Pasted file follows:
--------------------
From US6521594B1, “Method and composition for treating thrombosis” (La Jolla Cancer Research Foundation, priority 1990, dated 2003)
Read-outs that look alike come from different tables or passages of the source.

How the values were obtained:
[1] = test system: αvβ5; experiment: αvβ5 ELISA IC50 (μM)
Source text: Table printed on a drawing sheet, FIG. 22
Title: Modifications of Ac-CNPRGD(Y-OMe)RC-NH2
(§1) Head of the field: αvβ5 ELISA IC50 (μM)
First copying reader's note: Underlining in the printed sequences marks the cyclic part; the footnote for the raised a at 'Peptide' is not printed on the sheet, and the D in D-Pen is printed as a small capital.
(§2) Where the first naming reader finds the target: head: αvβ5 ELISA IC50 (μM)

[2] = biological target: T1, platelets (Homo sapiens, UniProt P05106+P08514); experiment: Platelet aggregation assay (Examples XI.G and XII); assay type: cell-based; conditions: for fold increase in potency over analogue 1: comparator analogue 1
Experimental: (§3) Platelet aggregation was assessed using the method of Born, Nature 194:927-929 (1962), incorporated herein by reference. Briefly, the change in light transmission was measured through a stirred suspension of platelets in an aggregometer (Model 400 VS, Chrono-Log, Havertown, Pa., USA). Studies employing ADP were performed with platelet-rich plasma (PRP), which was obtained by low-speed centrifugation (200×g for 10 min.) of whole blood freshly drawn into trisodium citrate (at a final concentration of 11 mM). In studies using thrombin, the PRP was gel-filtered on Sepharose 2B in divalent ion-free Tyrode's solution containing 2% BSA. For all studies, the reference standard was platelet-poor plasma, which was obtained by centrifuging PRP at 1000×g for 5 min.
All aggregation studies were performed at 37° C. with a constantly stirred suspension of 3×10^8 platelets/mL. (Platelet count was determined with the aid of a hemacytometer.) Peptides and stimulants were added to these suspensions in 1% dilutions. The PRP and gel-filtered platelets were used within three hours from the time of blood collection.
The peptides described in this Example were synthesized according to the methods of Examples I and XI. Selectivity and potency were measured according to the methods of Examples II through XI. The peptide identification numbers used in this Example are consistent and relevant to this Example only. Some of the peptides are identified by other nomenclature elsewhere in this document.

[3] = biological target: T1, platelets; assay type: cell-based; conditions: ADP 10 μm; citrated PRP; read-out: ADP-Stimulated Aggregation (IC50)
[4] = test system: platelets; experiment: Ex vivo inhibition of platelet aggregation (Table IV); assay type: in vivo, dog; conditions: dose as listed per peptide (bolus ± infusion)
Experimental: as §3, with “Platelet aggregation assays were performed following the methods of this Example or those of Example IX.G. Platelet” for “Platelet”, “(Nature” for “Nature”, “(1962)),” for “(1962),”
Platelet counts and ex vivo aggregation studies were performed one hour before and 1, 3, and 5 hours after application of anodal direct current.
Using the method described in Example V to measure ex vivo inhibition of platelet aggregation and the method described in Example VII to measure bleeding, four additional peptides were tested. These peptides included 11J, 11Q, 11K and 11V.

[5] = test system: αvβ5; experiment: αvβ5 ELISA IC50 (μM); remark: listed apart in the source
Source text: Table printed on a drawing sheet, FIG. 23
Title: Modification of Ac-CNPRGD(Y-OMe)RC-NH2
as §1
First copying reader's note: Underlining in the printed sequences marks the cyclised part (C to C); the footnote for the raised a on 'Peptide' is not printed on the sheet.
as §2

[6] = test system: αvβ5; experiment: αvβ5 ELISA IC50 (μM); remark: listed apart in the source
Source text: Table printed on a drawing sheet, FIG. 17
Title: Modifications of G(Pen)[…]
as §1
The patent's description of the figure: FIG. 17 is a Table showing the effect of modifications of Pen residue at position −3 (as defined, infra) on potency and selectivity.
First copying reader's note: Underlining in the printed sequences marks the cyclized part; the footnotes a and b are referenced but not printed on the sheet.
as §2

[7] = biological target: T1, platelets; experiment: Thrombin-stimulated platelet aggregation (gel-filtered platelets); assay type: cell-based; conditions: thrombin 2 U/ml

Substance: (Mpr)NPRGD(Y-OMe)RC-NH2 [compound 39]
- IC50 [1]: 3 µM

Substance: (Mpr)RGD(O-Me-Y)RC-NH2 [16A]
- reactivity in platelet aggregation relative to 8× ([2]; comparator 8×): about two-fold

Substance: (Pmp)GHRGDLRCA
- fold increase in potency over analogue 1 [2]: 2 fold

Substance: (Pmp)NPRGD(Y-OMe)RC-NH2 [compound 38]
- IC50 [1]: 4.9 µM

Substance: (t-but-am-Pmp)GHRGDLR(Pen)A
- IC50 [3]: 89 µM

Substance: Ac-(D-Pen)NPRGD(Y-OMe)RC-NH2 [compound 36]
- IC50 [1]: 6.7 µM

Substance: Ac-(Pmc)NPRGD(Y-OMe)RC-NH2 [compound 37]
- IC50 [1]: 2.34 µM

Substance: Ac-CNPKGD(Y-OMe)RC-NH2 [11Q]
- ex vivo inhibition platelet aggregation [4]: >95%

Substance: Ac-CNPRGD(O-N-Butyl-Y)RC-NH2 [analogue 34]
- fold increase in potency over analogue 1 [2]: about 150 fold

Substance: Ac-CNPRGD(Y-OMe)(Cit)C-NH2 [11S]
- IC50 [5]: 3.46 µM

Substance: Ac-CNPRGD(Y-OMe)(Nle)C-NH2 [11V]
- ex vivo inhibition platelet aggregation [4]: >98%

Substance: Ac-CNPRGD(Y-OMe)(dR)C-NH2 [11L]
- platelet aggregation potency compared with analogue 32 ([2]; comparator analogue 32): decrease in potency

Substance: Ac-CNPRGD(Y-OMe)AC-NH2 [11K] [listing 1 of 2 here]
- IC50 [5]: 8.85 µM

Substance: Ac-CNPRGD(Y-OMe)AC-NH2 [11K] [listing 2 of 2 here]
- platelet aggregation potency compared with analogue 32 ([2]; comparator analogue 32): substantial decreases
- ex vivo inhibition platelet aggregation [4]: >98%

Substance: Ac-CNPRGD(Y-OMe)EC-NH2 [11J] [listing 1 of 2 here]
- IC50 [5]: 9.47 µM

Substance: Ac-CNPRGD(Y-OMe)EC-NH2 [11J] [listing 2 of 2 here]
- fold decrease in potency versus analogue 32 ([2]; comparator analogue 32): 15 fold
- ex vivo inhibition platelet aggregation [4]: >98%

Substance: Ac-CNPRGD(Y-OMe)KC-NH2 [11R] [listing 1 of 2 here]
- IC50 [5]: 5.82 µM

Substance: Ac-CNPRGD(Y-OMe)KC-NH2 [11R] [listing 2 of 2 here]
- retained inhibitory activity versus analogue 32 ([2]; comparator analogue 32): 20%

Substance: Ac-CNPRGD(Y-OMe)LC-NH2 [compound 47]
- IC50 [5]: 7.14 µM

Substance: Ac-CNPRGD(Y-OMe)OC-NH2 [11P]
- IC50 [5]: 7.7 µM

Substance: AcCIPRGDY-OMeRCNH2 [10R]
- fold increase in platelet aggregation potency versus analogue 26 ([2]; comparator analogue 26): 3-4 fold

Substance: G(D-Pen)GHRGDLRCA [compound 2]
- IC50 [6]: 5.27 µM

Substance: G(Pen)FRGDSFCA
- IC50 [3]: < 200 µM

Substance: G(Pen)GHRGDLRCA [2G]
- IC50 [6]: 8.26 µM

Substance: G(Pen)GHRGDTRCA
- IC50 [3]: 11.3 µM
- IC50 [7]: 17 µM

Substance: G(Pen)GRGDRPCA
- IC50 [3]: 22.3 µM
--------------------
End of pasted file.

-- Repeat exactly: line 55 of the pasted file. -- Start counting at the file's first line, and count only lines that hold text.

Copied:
Substance: Ac-CNPRGD(Y-OMe)(dR)C-NH2 [11L]